Monday, April 25, 2005

Pillion riders shake their heads at new helmet rule

Pillion riders shake their heads at new helmet rule
Deccan Herald

Many pillion riders felt that wearing a helmet would be a nuisance.

Though the State Government’s decision to make helmet wearing compulsory from June 2005 has been hailed as a welcome move, a section of two-wheeler riders have expressed displeasure on making it mandatory for pillion riders also.

The State cabinet took a decision to impose the helmet rule on Saturday based on a study report by NIMHANS on the number of accidents due to head injuries on Bangalore roads. But the Government is yet to finalise the date for implementing the new rules.

A cross-section of people, to whom Deccan Herald spoke to, were of the view that it is a nuisance to force pillion riders to wear helmet. “A vehicle rider wearing helmet is always good and safe. There is no point in opposing this move as it is in the interest of motorists. But pillion should not be forced to wear helmet. It will be a nuisance,” said Mohit, a call centre employee.

Disagreeing with Mohit was pillion rider Pooja Dubey of Mount Carmel College, who believed helmets should be made compulsory for safety reasons. “The rule is brilliant, but the authorities should ensure that the rule is enforced,” she added.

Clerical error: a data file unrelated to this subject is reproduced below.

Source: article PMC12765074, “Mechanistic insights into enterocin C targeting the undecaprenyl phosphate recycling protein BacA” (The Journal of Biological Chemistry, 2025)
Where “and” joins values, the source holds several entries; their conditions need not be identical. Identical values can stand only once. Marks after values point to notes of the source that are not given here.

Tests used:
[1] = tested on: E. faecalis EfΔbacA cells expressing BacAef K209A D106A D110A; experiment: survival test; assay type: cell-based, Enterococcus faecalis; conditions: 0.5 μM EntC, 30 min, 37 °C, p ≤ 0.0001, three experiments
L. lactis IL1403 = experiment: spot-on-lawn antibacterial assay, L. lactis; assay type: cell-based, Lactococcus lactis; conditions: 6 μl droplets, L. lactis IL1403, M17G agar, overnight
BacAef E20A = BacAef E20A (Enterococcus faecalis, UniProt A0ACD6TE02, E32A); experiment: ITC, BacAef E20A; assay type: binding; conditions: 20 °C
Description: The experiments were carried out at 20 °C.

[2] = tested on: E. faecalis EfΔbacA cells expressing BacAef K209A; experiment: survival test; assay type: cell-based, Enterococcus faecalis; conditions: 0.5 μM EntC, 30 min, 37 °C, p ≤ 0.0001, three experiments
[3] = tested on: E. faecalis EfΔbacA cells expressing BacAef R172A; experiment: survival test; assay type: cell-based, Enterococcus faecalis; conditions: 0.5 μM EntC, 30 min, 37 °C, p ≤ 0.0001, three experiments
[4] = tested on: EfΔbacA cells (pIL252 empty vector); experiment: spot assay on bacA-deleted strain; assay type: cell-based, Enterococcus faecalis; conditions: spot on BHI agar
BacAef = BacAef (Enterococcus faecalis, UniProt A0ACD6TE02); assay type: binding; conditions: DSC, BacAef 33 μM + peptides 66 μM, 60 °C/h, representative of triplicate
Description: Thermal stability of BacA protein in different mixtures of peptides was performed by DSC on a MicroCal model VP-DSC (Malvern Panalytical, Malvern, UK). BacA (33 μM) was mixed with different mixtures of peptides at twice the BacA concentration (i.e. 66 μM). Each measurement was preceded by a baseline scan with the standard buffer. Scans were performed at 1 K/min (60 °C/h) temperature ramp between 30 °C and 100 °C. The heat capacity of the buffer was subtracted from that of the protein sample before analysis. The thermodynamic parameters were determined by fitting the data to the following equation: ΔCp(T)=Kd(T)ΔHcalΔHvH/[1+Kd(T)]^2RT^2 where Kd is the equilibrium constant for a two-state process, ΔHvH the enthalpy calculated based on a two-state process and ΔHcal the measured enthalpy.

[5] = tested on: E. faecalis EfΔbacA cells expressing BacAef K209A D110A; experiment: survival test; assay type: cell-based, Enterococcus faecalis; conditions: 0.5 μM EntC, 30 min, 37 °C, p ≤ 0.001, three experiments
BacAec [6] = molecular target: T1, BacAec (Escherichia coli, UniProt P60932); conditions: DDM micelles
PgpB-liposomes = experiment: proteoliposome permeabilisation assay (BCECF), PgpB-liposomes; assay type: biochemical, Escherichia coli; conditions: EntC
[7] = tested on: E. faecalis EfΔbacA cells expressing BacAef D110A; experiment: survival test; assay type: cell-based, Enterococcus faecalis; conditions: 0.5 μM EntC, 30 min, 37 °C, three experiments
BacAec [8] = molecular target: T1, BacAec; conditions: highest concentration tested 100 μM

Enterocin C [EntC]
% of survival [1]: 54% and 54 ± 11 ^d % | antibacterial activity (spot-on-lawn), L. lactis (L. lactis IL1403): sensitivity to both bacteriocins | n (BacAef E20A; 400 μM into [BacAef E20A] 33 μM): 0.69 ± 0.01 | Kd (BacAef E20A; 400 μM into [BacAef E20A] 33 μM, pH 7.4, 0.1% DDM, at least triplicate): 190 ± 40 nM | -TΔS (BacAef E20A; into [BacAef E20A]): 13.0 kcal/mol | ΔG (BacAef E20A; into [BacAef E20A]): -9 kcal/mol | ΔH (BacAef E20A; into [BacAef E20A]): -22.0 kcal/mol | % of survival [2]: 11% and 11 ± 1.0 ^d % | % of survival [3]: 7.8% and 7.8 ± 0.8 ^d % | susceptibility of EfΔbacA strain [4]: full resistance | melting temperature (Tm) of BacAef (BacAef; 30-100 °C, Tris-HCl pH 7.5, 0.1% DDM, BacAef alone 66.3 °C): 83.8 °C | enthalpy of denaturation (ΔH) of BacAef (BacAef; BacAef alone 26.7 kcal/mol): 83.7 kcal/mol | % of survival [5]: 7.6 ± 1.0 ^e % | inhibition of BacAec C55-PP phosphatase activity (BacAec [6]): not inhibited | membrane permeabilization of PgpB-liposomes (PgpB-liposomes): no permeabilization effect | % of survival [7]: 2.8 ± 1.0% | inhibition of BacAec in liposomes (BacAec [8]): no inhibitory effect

However, Yousuf, a driver, expressed doubts on people complying to the new rules if pillion riders are not exempted from helmet wearing. “People violate the rules blatantly if it is not convenient. How can the government expect a family of three members to wear separate helmets just to ride on the bike,” he wondered. But he added that he is in favour of making helmet wearing mandatory for one who is riding the vehicle.

Differing with the usual perception that women may not like to wear helmets as “it spoils make-up”, Deepthi Jashnani of Institute of Hotel Management, said she prefers to wear a helmet while riding, even if there is no such binding rule, “because it makes common sense, as it not only protects the head, but also the eyes from dust”.

Vivek, a student, welcomed the move and it should have been introduced much before in view of increasing traffic on roads. “There is no guarantee that a motorist will turn back safely in Bangalore. If this rules is implemented, one can be 50 per cent sure of the safety,” he explained.

Ashok, a college student, said better late than never. The Government should not withdraw its decision, as was done several times in the past. “It should go ahead with the new rules,” he added.


Former prime minister H D Deve Gowda is personally, against compulsory helmet wear for two-wheeler riders. Mr Gowda, who during his term as chief minister of the State had desisted making helmet wear compulsory, on Sunday reiterated his position. He however added that he is not aware of the circumstances for the present government to seek compulsory helmet wear.


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